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may well consider the body before the soul came, before inanimation, to be without sin; and the soul, before it come to the body, before that infection, to be without sin : sin is the root and the fuel of all sickness, and yet that which destroys body and soul is in neither, but in both together. It is in the union of the body and soul, and, O my God, could I prevent that, or can I dissolve that? The root and the fuel of my sickness is my sin, my actual sin; but even that sin hath another root, another fuel, original sin; and can I divest that? Wilt thou bid me to separate the leaven that a lump of dough hath received, or the salt, that the water hath contracted, from the sea? Dost thou look, that I should so look to the fuel or embers of sin, that I never take fire? The whole world is a pile of fagots, upon which we are laid, and (as though there were no other) we are the bellows. Ignorance blows the fire. He that touched any unclean thing, though he knew it not, became unclean1, and a sacrifice was required (therefore a sin imputed), though it were done in ignorance2. Ignorance blows this coal; but then knowledge much more; for there are that know thy judgments, and yet not only do, but have pleasure in others that do against them3. Nature blows this coal; by nature we are the children of wrath *; and the law blows it; thy apostle Saint Paul found that sin took occasion by the law, that therefore, because it is forbidden, we do some things. If we* break the law, we sin; sin is the transgression of the law6; and sin itself becomes a law in our members6. Our fathers have imprinted the seed, infused a spring of sin in us. As a fountain casteth out her waters, we cast out our wickedness, but we
1 Lev. T. 2. 2 Nnm. Xv. 22.
> Rom. i. 32. * Epb. ii. 3.
5 1 Julin, iii. 1. ° liom. vii. 23.
have done worse than our fathers'. We are open to infinite temptations, and yet, as though we lacked, we are tempted of our own lusts8. And not satisfied with that, as though we were not powerful enough, or cunning enough, to demolish or undermine ourselves, when we ourselves have no pleasure in the sin, we sin for others' sakes. When Adam sinned for Eve's sake9, and Solomon to gratify his wives,0, it was an uxorious sin; when the judges sinned for Jezebel's sake", and Joab to obey David12, it was an ambitious sin; when Pilate sinned to humour the peopleia, and Herod to give farther contentment to the Jews", it was a popular sin. Any thing serves to occasion sin, at home in my bosom, or abroad in my mark and aim; that which I am, and that which I am not, that which I would be, proves coals, and embers, and fuel, and bellows to sin; and dost thou put me, O my God, to discharge myself of myself, before I can be well? When thou bidst me to put off the old man", dost thou mean not only my old habits of actual sin, but the oldest of all, original sin? When thou bidst me purge out the leaven16, dost thou mean not only the sourness of mine own ill contracted customs, but the innate tincture of sin imprinted by nature? How shall I do that which thou requirest, and not falsify that which thou hast said, that sin is gone over all? But, O my God, I press thee not with thine own text, without thine own comment; I know that in the state of my body, which is more discernible than that of my soul, thou dost effigiate my soul to me. And though no anatomist can say, in dissecting a body, " Here lay the coal, the fuel, the occasion of all bodily diseases," but yet a man may have such a knowledge of his own constitution and bodily inclination to diseases, as that he may prevent his danger in a great part; so, though we cannot assign the place of original sin, nor the nature of it, so exactly as of actual, or by any diligence divest it, yet, having washed it in the water of thy baptism, we have not only so cleansed it, that we may the better look upon it and discern it, but so weakened it, that howsoever it may retain the former nature, it doth not retain the former force, and though it may have the same name, it hath not the same venom.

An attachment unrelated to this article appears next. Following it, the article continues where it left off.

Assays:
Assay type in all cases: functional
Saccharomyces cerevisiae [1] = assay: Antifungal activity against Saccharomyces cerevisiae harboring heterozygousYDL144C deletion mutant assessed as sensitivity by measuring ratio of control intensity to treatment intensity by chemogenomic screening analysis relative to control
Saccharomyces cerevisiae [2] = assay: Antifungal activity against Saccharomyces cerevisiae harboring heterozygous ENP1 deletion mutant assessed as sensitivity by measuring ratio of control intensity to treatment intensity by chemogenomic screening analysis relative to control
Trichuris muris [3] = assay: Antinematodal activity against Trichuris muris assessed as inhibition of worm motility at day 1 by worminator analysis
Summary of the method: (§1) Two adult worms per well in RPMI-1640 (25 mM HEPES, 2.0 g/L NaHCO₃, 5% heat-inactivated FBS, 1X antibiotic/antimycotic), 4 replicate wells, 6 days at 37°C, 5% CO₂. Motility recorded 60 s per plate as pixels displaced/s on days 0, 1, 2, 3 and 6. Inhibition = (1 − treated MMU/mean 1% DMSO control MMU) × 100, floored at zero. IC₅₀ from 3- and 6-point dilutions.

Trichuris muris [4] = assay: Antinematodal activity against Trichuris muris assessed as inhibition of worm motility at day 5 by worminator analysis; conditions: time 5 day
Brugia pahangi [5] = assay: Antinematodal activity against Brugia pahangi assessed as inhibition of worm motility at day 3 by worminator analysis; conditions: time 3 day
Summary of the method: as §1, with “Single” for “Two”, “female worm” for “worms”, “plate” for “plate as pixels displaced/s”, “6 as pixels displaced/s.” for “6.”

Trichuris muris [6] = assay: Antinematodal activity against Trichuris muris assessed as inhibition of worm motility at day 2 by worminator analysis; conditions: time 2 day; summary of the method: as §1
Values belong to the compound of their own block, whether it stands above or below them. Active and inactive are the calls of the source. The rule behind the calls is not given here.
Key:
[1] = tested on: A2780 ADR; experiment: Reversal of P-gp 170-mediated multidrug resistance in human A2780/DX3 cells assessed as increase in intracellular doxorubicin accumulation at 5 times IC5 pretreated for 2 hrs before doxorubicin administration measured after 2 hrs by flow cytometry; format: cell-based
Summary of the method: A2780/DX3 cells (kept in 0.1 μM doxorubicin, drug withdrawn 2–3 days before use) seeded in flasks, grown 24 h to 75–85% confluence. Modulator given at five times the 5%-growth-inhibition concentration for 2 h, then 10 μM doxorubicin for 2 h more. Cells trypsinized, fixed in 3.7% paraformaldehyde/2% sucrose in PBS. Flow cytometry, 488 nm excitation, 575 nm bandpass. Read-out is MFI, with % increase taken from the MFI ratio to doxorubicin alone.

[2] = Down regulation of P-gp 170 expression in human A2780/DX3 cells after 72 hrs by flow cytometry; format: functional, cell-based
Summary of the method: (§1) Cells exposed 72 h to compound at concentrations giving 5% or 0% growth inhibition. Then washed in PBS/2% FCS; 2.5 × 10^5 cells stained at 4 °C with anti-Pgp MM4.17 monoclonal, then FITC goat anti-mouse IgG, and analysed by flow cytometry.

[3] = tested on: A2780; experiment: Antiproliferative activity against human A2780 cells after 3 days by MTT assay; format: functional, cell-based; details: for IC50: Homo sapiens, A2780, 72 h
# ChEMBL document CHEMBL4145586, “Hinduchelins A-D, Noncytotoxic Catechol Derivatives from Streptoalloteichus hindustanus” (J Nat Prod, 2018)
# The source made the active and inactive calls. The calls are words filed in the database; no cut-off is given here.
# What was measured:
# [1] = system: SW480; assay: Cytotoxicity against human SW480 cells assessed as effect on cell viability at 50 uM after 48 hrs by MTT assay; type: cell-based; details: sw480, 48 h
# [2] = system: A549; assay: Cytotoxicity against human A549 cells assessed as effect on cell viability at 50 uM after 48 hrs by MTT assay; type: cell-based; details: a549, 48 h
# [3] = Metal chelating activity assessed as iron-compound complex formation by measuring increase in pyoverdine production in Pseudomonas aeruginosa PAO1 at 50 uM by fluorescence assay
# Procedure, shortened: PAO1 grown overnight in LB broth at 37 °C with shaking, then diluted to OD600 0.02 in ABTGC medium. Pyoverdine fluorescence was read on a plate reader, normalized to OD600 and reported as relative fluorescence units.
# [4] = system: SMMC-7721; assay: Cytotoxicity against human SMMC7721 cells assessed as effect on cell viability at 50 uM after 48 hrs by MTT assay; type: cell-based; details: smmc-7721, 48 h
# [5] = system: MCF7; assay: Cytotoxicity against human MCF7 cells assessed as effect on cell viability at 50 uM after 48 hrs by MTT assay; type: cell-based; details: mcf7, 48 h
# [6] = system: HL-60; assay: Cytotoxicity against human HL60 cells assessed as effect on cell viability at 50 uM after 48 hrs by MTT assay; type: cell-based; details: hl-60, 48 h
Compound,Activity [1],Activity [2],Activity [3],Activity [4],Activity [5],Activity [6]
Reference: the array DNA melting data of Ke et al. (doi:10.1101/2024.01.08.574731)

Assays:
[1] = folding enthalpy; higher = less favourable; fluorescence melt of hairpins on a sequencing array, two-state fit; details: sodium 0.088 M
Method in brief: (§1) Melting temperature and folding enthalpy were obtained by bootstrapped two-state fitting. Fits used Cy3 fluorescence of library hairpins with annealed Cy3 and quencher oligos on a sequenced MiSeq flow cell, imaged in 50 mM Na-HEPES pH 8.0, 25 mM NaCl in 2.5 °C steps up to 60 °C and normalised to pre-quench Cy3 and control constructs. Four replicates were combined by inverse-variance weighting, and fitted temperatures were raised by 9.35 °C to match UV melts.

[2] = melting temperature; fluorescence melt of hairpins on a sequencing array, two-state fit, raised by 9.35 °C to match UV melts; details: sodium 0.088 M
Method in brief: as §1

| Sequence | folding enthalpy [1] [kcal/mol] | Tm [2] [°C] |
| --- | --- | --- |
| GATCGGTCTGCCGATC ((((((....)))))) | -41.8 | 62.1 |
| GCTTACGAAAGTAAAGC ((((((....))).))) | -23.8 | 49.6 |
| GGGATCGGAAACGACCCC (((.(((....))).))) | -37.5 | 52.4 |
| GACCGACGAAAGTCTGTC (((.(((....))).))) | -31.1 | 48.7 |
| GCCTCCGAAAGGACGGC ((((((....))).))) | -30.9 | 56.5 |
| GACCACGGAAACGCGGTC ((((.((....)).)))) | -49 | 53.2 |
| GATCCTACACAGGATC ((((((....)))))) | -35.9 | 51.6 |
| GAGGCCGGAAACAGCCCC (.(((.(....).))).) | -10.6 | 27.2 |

7 Jer. vi. 7; vii. 26. * James, i. 14. -' Gen. iii. 6.
10 1 Kings, xi. 3. "1 Kings, xxi.
12 2 Sam. xi. 16—21. "Lake, xxiii. 23.
14 Acts, xii. 3. "Eph. iv. 22. 16 1 Cor. v. 7.